In 2019, U.S. engine maker Cummins Inc. was facing the largest Clean Air Act penalty ever over accusations of cheating on diesel engine emission tests. The Environmental Protection Agency (EPA) and the Department of Justice (DOJ) alleged Cummins deliberately programmed hundreds of thousands of its engines, installed on truck and buses, to detect when they were being tested and turn on pollution control devices. When the engines were operated under regular driving conditions, however, the devices were turned off. This caused emissions of pollutants like nitrogen oxides to exceed the legal limit.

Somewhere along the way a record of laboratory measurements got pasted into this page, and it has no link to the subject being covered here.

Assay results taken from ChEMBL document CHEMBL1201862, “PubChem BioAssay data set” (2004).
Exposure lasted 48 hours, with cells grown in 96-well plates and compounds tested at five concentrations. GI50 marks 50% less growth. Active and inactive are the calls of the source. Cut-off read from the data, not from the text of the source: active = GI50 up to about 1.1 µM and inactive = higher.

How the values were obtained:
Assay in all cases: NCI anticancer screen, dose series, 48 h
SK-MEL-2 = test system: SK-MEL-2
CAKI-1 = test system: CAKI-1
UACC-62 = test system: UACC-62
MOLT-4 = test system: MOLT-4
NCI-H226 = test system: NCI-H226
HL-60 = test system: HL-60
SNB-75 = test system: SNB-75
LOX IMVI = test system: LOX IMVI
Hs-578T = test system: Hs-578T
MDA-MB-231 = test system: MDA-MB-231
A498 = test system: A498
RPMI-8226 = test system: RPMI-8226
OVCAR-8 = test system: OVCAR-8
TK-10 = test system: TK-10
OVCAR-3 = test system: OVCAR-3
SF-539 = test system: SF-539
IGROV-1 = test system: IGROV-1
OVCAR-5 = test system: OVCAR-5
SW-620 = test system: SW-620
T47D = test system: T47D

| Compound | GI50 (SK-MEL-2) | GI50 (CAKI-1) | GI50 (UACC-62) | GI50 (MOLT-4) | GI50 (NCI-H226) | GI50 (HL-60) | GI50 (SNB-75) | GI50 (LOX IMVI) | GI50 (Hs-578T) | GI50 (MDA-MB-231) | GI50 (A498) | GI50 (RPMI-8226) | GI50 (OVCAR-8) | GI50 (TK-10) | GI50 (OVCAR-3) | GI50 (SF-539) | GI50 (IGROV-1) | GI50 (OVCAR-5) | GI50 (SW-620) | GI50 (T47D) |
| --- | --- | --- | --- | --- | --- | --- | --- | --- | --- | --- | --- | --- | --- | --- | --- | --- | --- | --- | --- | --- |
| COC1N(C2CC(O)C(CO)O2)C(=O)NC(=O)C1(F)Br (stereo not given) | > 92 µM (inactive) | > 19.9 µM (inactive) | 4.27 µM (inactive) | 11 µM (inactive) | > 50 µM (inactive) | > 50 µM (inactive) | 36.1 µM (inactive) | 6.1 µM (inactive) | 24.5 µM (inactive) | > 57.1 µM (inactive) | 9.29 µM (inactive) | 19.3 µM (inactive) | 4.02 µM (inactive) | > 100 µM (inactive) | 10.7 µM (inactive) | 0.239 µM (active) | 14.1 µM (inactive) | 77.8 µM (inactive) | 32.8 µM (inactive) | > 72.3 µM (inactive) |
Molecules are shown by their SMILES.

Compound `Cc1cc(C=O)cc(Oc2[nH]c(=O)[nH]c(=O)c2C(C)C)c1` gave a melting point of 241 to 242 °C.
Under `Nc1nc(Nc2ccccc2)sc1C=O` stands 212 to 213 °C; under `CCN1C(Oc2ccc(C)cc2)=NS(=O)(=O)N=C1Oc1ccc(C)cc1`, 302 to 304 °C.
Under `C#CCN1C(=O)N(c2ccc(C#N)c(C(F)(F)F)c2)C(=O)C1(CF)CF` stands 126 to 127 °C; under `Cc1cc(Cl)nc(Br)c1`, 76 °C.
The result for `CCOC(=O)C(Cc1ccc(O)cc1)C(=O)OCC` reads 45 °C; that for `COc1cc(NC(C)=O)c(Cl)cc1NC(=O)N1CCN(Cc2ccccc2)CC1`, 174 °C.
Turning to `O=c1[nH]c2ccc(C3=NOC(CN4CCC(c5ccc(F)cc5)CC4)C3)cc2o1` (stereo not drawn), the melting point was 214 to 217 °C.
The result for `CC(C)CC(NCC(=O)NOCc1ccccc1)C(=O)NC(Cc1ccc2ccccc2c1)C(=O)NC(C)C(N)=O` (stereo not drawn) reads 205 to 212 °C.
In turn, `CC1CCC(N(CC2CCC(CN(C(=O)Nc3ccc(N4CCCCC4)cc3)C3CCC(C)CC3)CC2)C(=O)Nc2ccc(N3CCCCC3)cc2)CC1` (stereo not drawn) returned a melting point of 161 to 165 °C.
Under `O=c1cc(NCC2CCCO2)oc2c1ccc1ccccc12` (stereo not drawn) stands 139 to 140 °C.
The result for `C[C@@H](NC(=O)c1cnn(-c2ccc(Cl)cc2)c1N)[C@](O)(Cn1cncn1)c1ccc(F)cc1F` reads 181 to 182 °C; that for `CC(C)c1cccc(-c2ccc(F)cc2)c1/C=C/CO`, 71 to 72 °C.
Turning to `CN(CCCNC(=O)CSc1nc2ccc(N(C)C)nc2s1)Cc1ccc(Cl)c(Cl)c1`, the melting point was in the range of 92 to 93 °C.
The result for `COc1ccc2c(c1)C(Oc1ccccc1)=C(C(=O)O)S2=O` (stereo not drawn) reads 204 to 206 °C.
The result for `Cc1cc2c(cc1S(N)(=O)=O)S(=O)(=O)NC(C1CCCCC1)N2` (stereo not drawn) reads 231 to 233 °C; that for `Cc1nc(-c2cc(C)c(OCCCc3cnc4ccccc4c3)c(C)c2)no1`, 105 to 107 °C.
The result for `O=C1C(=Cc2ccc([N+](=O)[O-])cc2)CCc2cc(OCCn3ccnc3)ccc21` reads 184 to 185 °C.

The EPA and DOJ accused Cummins of violating the Clean Air Act and demanded that the company pay a civil penalty of up to $1.5 billion. The penalty was far larger than any previous penalty for violations of the Act. Cummins denied the allegations and contested the penalties, but ultimately settled the case in 2020 by agreeing to pay a record civil penalty of $2 million and to invest $500 million in new engine technology that would reduce emissions. The settlement also required Cummins to stop selling non-compliant engines and to ensure that emissions standards are met in the future.